In Norway, very little data are available on the relation between the total number of research projects on the clinical development of drugs that have been started, the number of these projects in which the research phase has been completed and the number of projects for which results have been published. The aim of this study was to determine the number of projects in which the research phase had been completed and the results published.
Information on research projects carried out on the clinical development of drugs during the year 2000 was obtained from the archives of the Norwegian Research Ethical Committee (REC) and subsequently analysed.
The final analysis revealed that 245 research projects on the clinical development of drugs had been started in 2000. Of these, 178 (73%) completed the research phase as planned. The results of 131 (54%) of these projects were published in a scientific journal, and another 34 (14%) were reported as a congress abstract or as report to a sponsor; 80 (33%) were not published at all. Industrial sponsors seemed to promote both the completion of the research process and the publication of results in scientific journals.
Little has been published either concerning the total number of research projects in connection with clinical development of drugs or the number of projects financially supported by the industry.
From the archives of the five regional Norwegian Research Ethical Committees (REC), all research projects in connection with clinical development of drugs for the years 2000 and 2004 were analysed with the intention of finding the number of projects financially supported by the industry, the type of research institution, the industrial company, the topic of the research as classified in the international Anatomic Therapeutic Classification system (ATC), the research phase and the approval status of the drug by the Norwegian Medicines Agency (NMA).
The total number of research projects for the clinical development of drugs for the years 2000 and 2004 was 489, and 75.7% were financially supported by the industry. More than two-thirds of the projects were done in academic institutions and about one-third were equally divided between public health hospitals and private health service/hospitals. Eight of the 88 drug companies involved were among the world's largest and supported 38% of the projects. Fifty-nine percent of all the projects were within four therapeutic groups: antineoplastic/immunomodulating agents, nervous system, cardiovascular system and alimentary tract/metabolism. The distribution of research phases was as follows: phase I 1.2%, phase II 16.4%, phase III 26.6% and phase IV 55.8%. In the phase IV drug trials, drugs had been approved for sale by the NMA.
The share of research projects related to the development of drugs supported by the industry is high. Research independent of the industry is of importance to avoid bias and selective publications and to prevent research as a means of marketing. Independent research should be encouraged and financially supported by sources with no connection to the drug industry.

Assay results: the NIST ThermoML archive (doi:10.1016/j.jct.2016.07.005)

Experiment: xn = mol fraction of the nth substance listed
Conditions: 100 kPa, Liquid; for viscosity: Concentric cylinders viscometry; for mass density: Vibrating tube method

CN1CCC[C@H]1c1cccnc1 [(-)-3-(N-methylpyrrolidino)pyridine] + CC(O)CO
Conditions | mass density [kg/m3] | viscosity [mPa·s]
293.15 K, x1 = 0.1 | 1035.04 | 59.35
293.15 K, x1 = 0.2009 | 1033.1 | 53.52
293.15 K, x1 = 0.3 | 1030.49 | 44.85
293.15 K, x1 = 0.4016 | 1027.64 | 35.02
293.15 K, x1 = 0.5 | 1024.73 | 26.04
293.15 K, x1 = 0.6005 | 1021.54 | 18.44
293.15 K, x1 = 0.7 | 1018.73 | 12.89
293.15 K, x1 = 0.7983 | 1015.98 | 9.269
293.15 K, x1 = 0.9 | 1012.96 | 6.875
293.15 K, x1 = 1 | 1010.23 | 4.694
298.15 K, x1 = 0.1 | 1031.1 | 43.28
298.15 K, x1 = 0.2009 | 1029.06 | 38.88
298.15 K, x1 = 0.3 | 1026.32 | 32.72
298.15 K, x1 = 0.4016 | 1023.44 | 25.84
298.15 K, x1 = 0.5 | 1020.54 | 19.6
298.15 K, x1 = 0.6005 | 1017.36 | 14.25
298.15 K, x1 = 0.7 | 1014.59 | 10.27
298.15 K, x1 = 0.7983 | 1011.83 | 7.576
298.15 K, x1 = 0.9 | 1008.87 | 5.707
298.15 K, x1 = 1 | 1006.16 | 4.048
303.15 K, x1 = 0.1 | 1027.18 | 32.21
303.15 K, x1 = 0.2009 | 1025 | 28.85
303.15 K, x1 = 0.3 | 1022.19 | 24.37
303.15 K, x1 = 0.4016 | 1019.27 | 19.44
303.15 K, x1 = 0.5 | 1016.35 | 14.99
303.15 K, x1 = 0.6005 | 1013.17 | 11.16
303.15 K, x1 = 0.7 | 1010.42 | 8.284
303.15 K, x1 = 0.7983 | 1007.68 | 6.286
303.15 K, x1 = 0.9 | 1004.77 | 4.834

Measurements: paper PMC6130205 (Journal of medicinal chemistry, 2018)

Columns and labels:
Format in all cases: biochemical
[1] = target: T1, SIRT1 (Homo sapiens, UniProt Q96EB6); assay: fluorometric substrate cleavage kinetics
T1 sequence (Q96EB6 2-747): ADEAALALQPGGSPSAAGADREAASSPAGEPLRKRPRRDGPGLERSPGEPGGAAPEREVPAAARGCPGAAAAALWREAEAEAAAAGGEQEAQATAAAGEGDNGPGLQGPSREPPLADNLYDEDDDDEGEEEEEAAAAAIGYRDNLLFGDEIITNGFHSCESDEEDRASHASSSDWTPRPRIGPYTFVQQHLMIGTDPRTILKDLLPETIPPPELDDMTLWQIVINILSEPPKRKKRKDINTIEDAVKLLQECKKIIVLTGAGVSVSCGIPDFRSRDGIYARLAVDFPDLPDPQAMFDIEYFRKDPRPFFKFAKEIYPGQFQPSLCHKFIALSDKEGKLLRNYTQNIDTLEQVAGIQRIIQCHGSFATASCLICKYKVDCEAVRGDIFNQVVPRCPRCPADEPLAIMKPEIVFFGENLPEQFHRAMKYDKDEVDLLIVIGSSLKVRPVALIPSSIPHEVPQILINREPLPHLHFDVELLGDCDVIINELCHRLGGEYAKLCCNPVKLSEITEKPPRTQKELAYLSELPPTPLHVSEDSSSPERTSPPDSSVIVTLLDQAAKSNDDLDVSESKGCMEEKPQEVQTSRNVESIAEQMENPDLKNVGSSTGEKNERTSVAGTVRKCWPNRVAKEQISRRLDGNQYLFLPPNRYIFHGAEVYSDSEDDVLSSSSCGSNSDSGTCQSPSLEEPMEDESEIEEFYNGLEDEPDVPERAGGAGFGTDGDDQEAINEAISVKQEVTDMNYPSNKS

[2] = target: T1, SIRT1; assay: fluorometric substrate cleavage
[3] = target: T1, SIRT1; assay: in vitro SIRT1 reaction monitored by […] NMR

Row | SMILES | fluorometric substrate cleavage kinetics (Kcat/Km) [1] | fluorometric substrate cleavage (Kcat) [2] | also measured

According to recently passed Danish legislation, all Danish hospitals are obliged to take part in scientific research. As data on financial support for research activities are lacking, we assessed the resources allocated to research from the budget of the central hospital management as a percentage of the total budget at Danish regional hospitals in 2007.
A postal survey was conducted at 13 hospitals in the Western part of Denmark. The questionnaire comprised items in the following major categories: 1) budget allocated specifically for research and travel grants; 2) employment of scientific and technical support staff; 3) facilities and equipment for research; and 4) research dissemination.
Questionnaires were returned from 11 hospitals. Six hospitals reported to have dedicated fixed amounts on the budget for research, exact figures were reported in four cases only equivalent to 0.1%, 0.3%, 0.3% and 0.6% of the total budget. Most hospitals had associate professors, but only five had full professors. Seven hospitals supplied laboratories and technical facilities, eight hospitals held staff-meetings on a regular basis and four published an annual report on research activities.
In the majority of regional hospitals in Western Denmark, less than 0.3% of the total budget administered by the central hospital management was allocated specifically for research. These figures, however, may not be accurate as individual departments may allocate additional resources from local budgets. We recommend that regional hospitals define research strategies and allocate the necessary funding in their budgets.
Concerns regarding a decline in clinical research have been raised internationally. In this study, research initiatives and competitiveness of investigators seeking funding for clinical research were compared with those for three other health research themes in Canada, namely, biomedical, population-based, and health services research.
A retrospective, multi-level descriptive study was conducted using administrative data from the Canadian Institutes for Health Research (CIHR) research grants program. Annual growth rates in numbers of proposals submitted since year 2000 (level I of comparison), success rates of submissions (level II), and growth rates in funding received since fiscal-year 1999-00 (level III) were compared across themes.
Proposal submission (Level I): The average annual rate of growth in proposal submissions for biomedical, clinical, population-based and health services research was 11.8%, 6.3%, 105.0% and 43.2%, respectively. Success rate (Level II) was lower in clinical research (24%; P-value